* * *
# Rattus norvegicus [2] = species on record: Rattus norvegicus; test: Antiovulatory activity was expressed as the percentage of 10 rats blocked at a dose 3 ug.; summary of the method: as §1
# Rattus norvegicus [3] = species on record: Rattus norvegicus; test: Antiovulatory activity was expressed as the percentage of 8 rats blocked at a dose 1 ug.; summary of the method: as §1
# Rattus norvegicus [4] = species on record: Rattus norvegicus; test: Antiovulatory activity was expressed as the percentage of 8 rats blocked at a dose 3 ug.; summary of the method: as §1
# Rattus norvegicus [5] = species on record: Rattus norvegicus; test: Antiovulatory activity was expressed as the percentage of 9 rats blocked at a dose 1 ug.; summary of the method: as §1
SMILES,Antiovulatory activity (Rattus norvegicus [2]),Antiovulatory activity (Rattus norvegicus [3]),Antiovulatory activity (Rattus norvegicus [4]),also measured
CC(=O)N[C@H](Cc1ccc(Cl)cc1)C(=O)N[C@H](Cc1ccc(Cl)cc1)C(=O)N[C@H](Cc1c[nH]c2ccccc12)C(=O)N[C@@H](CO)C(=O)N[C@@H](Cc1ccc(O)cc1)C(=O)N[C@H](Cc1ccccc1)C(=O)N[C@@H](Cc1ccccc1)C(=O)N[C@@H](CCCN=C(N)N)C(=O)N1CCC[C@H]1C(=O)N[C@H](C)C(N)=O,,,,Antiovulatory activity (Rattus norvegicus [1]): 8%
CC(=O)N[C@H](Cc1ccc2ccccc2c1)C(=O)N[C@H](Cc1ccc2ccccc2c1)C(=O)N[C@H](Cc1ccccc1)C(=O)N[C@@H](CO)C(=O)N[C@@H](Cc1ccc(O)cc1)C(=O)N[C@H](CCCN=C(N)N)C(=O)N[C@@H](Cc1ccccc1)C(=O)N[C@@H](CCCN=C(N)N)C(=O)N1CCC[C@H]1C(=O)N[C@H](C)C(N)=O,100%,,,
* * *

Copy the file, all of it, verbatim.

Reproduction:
# Rattus norvegicus [2] = species on record: Rattus norvegicus; test: Antiovulatory activity was expressed as the percentage of 10 rats blocked at a dose 3 ug.; summary of the method: as §1
# Rattus norvegicus [3] = species on record: Rattus norvegicus; test: Antiovulatory activity was expressed as the percentage of 8 rats blocked at a dose 1 ug.; summary of the method: as §1
# Rattus norvegicus [4] = species on record: Rattus norvegicus; test: Antiovulatory activity was expressed as the percentage of 8 rats blocked at a dose 3 ug.; summary of the method: as §1
# Rattus norvegicus [5] = species on record: Rattus norvegicus; test: Antiovulatory activity was expressed as the percentage of 9 rats blocked at a dose 1 ug.; summary of the method: as §1
SMILES,Antiovulatory activity (Rattus norvegicus [2]),Antiovulatory activity (Rattus norvegicus [3]),Antiovulatory activity (Rattus norvegicus [4]),also measured
CC(=O)N[C@H](Cc1ccc(Cl)cc1)C(=O)N[C@H](Cc1ccc(Cl)cc1)C(=O)N[C@H](Cc1c[nH]c2ccccc12)C(=O)N[C@@H](CO)C(=O)N[C@@H](Cc1ccc(O)cc1)C(=O)N[C@H](Cc1ccccc1)C(=O)N[C@@H](Cc1ccccc1)C(=O)N[C@@H](CCCN=C(N)N)C(=O)N1CCC[C@H]1C(=O)N[C@H](C)C(N)=O,,,,Antiovulatory activity (Rattus norvegicus [1]): 8%
CC(=O)N[C@H](Cc1ccc2ccccc2c1)C(=O)N[C@H](Cc1ccc2ccccc2c1)C(=O)N[C@H](Cc1ccccc1)C(=O)N[C@@H](CO)C(=O)N[C@@H](Cc1ccc(O)cc1)C(=O)N[C@H](CCCN=C(N)N)C(=O)N[C@@H](Cc1ccccc1)C(=O)N[C@@H](CCCN=C(N)N)C(=O)N1CCC[C@H]1C(=O)N[C@H](C)C(N)=O,100%,,,